Aircraft shall conform to an approved type design, be maintained and operated in accordance with Type Certificate (TC) requirements and applicable Supplemental Type Certificates (STCs). The aircraft shall be maintained in accordance with an FAA approved inspection program and must include an FAA approved Supplemental Structural Inspection Document (SSID), Structural Inspection Document (SID), or Instruction for Continued Airworthiness (ICA) for the airframe structure, as applicable with an ICA and Airworthiness Limitations Section (ALS) approved by the manufacturer (or equivalent) and the FAA for the airtanker role.
The USFS is not the only federal agency operating former military aircraft that bypasses the FAA. Others include the Coast Guard, NASA, and NOAA.
We asked a person in the commercial air tanker industry (who did not want their name disclosed) about the USFS not following FAA procedures:
The FAA governs the largest fleet of commercial aircraft in the world and are looked upon by foreign agencies as the golden standard. They can certify an A380 to pack 700 people but cannot certify a restricted category airtanker? The USFS is hiring a ton of ex-military people who all stick together with their other Air Force buddies and think the military is the be-all-end-all.
I think it would be fair to argue that the FAA knows much more about airtankers than the Air Force or the Coast Guard. The USCG maintenance program is not setup for an airtanker mission profile, nor is the USAF. I talked to the FAA guy who was on all the calls with the USFS about this program and he was in disbelief when they finally made the decision not to have any FAA involvement.
The Representative and the two Senators from Wyoming have asked the U.S. Forest service to base their seven-aircraft fleet of HC-130H air tankers in the state. Cheyenne and Greybull were two airports suggested by the politicians as possible locations for the aircraft that are in the process of being converted into air tankers after being discarded by the Coast Guard.
The Cheyenne airport and the airport in Greybull, in particular, are eager to have the HC-130H search-and-rescue/reconnaissance planes the Forest Service has begun acquiring from the U.S. Coast Guard, Sens. Mike Enzi and John Barrasso and Rep. Cynthia Lummis wrote Tuesday to U.S. Department of Agriculture Undersecretary Robert Bonnie.
At the airport in Greybull, B&G Industries LLC has a new runway and a hangar facility with room for two aircraft, the delegation wrote.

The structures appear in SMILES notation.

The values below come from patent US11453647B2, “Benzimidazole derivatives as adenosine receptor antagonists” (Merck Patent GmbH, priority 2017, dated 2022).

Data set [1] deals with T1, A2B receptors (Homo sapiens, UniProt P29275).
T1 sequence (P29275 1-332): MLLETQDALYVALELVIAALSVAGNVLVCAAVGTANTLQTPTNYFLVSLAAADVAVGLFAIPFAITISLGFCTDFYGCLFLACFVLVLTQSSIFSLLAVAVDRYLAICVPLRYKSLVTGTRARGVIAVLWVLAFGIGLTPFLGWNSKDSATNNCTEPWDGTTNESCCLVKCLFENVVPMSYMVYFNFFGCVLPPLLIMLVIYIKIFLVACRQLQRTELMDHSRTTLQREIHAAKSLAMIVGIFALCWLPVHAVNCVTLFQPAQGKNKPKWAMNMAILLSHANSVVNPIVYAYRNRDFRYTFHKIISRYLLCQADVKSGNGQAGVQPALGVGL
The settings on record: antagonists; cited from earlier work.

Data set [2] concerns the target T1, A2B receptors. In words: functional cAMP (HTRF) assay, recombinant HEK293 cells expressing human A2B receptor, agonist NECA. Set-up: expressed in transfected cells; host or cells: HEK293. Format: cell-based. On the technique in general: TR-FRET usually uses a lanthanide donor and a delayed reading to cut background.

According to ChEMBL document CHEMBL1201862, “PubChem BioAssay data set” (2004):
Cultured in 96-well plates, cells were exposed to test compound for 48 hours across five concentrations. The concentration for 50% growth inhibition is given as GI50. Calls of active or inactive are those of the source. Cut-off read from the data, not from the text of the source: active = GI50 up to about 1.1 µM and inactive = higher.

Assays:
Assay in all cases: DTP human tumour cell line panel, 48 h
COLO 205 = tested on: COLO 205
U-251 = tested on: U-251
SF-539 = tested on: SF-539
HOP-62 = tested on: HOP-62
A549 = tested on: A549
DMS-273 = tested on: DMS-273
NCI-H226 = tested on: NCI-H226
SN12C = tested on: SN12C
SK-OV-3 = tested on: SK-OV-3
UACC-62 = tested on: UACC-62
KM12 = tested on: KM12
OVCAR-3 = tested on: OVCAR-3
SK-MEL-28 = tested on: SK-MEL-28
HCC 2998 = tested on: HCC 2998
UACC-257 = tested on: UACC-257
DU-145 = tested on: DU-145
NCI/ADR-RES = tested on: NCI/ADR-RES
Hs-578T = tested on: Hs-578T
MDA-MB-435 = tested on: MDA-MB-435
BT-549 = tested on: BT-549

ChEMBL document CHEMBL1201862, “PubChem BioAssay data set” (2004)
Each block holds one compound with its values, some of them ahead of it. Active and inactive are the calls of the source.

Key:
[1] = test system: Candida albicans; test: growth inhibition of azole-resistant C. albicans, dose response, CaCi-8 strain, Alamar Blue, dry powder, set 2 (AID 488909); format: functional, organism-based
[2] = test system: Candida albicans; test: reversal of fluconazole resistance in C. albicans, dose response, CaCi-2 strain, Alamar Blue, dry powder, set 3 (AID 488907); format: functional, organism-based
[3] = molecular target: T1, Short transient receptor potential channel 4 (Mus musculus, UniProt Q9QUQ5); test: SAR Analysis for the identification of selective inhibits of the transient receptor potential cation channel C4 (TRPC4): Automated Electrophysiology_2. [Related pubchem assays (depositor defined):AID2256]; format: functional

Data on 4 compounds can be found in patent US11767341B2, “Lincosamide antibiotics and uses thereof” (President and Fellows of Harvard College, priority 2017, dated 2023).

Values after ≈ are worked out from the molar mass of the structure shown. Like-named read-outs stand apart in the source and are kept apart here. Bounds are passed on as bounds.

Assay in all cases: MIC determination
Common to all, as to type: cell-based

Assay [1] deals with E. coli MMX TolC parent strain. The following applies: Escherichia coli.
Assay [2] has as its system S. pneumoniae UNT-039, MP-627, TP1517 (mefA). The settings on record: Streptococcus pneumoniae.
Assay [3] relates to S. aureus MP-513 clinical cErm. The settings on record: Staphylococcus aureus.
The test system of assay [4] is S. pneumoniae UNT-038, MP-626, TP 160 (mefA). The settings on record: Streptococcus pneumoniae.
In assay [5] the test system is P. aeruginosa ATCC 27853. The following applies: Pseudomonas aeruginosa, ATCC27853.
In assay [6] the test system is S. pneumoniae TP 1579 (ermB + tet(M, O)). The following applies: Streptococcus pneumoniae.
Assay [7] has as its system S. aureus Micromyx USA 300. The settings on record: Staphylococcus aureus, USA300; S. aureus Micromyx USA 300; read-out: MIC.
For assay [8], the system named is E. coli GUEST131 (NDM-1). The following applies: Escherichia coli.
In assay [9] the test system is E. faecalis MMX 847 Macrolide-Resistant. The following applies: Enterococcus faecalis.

Cheyenne Regional Airport has a move-in-ready facility and can offer the government fuel incentives and cost-sharing in snow removal and de-icing, they added.
“We ask that you consider all viable Wyoming facilities in your search for a long-term facility for the Forest Service aircraft,” they wrote…
The USFS would like to analyze current and potential air tanker bases to determine infrastructure capabilities and deficiencies, specifically the adequacy of airtanker base design, airtanker base operations, geographic/range efficiency, and airtanker base personnel staffing, qualifications and training regarding the utilization of commercial grade jet aircraft as “Next Generation” Airtankers. Part of the assessment will include travel to the air tanker bases, interviews with key stakeholders, review of Agency handbooks and Operational guides, providing recommendations and cost estimates (for improvements).
It is unlikely that more than one or two of the seven HC-130s would be at the new base at at any one time, except during the winter when they would not have to be dispersed around the country to be available for firefighting.
Air Tanker 118 saw activity Saturday on the Lowell Fire near Gold Run, California 46 miles northeast of Sacramento. This aircraft is one of seven that are in the process of being refurbished and converted into air tankers after being transferred from the Coast Guard to the U.S. Forest Service. Yesterday’s mission may have been the first time the HC-130H has dropped on a fire.
The conversion process is not quite complete on T-118. It still needs a permanent internal gravity-based retardant tank and a paint job. Until the tank is installed, it will continue to use a Modular Airborne FireFighting System (MAFFS) slip-in unit that used compressed air to force the retardant out of the 3,000-gallon tank, turning the thickened retardant into a mist.
The photos were taken Saturday at McClellan Airport by Jon Wright. Thanks Jon!
The Union has a photo of T-118 dropping retardant over the Reynolds Fire on Saturday, July 25.
Thanks and a tip of the hat go out to Dave and Jon.